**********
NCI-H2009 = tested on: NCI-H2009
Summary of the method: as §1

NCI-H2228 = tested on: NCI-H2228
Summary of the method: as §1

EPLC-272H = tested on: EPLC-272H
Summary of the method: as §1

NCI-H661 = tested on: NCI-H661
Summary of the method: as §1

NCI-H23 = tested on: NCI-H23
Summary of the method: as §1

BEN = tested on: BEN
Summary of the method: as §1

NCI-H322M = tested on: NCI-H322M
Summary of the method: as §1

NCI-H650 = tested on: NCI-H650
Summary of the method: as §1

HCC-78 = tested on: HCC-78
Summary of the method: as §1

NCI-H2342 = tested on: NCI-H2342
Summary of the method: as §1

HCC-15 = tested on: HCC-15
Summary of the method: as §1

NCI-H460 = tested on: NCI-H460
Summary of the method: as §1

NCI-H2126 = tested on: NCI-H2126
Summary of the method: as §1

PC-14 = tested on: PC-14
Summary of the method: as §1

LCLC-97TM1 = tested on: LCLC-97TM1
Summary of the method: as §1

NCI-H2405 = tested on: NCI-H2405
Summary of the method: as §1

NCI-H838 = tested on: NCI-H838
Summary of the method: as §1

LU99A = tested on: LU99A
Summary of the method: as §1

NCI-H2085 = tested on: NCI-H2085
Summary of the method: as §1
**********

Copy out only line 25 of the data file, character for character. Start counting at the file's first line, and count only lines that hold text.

NCI-H2126 = tested on: NCI-H2126